|Pittsfield Animal Control Commission Deems Two Dogs 'Dangerous'
|By Brittany Polito, iBerkshires Staff
05:17PM / Friday, January 13, 2023
|The Pittsfield Animal Control Commission holds a hearing on two dangerous dogs on Tuesday.
PITTSFIELD, Mass. — Room 203 of City Hall was packed with more than 20 people on Tuesday for a Animal Control Commission public hearing on two dog attacks: one that killed a cat and one that killed a teacup Yorkshire terrier.
Euthanization was kept off the table for both dogs but they were ordered to be muzzled and leashed.
There were supporters for both Violet, the 4-year-old teacup Yorkie who died, and her attacker, a 5-year-old mixed breed named Phoebe, who was deemed dangerous.
The altercation between the two dogs occurred on Nov. 10, 2022, underneath the fence that separates their owners' homes on Plymouth Street. Violet had escaped from her home and Phoebe was in playing in her back yard.
Some details varied between the testimonies from both parties but the commission said it was clear that there was a failure of Violet's harness that allowed her to run free and a failure of proper fencing to keep the two apart.
Emotions were high as Violet's family advocated for her.
"This is almost like losing a child," said Edmond Lyon, the son of Violet's owner Betty Lyon. "My mother is 91 and she cried for weeks and weeks. She's still crying over it."
Lyon said Phoebe had attacked his mother's housekeeper twice and his neighbor recently had an incident with the dog. He added that he just wants safety.
A lost dog report was put out to animal control for Phoebe before the incident with Violet and there was a more recent report because she crossed a neighbor's yard.
Lyon admitted that he went "a little bit crazy" after his mother's pup passed away but said he did not cross onto Phoebe's owner's property.
One of Violet's family members referred to Phoebe as a "killer."
Lyon's other son said he is not afraid of dogs but that "this one can be scary."
Others described Phoebe as smart, loving, well-behaved, and uninterested in other dogs when off-leash.
It was argued that she is not a "killer."
One attendee compared euthanasia to the death penalty and said though it is a tragic situation, she would hate to see Phoebe's life lost.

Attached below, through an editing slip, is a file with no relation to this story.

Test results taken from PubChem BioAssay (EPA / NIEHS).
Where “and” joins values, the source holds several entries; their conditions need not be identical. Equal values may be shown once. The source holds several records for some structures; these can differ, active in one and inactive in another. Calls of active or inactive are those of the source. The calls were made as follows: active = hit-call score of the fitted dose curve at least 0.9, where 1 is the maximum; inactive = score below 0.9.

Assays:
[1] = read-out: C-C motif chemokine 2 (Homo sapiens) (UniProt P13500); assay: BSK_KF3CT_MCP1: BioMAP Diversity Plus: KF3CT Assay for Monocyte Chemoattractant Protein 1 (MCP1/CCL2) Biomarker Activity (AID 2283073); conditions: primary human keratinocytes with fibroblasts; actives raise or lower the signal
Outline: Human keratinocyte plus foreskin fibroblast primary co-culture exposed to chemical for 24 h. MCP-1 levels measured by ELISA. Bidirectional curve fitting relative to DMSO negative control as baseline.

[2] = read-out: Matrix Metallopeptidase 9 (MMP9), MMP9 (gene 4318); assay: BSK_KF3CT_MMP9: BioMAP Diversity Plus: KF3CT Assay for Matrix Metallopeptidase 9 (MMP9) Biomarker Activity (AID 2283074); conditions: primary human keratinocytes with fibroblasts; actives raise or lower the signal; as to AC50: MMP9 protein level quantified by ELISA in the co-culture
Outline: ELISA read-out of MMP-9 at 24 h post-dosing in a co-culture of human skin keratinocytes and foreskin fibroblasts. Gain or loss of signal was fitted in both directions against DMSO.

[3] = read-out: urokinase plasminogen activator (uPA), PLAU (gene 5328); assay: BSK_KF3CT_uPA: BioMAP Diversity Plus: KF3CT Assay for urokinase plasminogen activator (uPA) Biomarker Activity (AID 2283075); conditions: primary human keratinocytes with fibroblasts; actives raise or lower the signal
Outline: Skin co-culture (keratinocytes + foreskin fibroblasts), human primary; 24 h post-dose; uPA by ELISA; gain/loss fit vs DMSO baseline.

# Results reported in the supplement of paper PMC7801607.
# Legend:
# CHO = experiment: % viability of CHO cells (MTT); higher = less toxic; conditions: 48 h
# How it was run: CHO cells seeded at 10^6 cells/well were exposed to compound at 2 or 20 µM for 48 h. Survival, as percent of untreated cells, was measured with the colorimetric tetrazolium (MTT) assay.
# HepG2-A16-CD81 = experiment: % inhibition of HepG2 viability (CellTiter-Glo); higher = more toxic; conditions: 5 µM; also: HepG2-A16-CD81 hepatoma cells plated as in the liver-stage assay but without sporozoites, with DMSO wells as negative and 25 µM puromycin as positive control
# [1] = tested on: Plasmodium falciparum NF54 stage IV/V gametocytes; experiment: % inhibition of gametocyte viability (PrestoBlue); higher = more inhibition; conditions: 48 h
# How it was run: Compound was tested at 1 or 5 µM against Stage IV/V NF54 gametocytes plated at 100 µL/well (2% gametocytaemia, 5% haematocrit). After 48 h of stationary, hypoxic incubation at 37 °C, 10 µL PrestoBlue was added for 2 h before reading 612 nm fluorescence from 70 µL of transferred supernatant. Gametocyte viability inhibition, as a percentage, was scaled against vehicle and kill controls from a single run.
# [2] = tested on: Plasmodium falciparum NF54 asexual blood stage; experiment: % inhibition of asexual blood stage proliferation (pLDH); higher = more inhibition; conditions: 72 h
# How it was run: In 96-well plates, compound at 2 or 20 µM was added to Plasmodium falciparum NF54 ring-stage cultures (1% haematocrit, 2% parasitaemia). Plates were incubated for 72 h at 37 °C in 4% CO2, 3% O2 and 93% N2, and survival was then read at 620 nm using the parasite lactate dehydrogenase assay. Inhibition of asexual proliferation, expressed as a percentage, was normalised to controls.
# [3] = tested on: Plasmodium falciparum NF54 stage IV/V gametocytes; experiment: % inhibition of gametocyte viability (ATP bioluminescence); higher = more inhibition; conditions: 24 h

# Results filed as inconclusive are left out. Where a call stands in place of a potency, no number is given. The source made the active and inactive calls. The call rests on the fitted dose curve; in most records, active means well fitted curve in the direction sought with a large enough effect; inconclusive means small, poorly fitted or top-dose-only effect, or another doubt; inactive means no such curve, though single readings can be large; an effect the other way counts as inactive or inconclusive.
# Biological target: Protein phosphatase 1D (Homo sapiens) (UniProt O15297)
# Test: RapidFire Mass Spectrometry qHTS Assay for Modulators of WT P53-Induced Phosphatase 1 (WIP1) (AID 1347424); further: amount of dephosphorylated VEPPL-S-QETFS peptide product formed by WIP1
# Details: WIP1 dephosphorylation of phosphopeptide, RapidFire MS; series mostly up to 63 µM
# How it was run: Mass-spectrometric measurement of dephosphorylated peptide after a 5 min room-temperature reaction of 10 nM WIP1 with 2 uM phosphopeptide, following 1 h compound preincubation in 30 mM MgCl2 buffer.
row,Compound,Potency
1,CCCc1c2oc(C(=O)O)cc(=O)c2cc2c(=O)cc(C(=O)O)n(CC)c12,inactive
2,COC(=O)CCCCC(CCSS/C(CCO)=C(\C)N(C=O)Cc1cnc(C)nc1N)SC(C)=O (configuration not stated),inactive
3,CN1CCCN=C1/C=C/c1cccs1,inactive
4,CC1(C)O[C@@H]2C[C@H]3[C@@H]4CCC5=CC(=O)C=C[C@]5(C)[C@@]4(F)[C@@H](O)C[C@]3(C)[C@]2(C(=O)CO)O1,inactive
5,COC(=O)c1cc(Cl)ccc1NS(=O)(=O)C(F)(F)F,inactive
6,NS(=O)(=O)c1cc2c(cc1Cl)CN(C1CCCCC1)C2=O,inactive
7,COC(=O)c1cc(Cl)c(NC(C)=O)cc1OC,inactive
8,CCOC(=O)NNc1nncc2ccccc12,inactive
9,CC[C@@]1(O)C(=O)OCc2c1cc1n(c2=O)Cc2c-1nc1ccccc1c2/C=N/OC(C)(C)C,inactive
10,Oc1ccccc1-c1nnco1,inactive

Owner April Gardner has had Phoebe since she was a baby and was not aware of any other incidents.
She said she has a fence to keep her young child in the yard, not for her dog.
"This man has threatened to kill me multiple times so I don't feel comfortable even being anywhere near them," Gardner said about one of Violet's family members.
"The police won't do anything. I've called the police multiple times. I don't have those records because I didn't think I'm defending myself. I'm defending my dog."
Commissioners agreed that this was a tragic incident but saw Gardner as a competent dog owner.
"Obviously this is a very sad incident that's occurred. We've heard a lot of reporting of a good, well-mannered dog within the home for the most part, right? I think April's doing everything that a good dog owner should do in the meantime since this incident has occurred," Commissioner Kimberly Conant said.
"Having to be on a leash at all times, I love that you have the security cameras, too, not being unattended at any point, knowing that the fence is going to be fixed. Those are all really good signs."
Phoebe has to be humanely tethered to a person, muzzled even in the back yard, and needs updated information reported to the city because her age and breed were inaccurate in the system.
"It is an unfortunate accident," Chair Renee Dodds said to Gardner. "A dog did pass away so we just want to make sure in the future that everyone's safe and your dog is safe as well."
A dog named Ava was also deemed dangerous after escaping through a hole in a fenced yard and killing a cat named Rue on Nov. 8, 2022, in the neighborhood of Brown Street.
Rue's owner was not at the meeting but Ava's owner said she intends to fix the fence so that her 30-pound dog does not get out again.
Ava is required to be humanely tethered and supervised on the property and must be muzzled when she is taken off the property. It was noted that she is a first offender.
The commission also said fixing the fence is a top priority.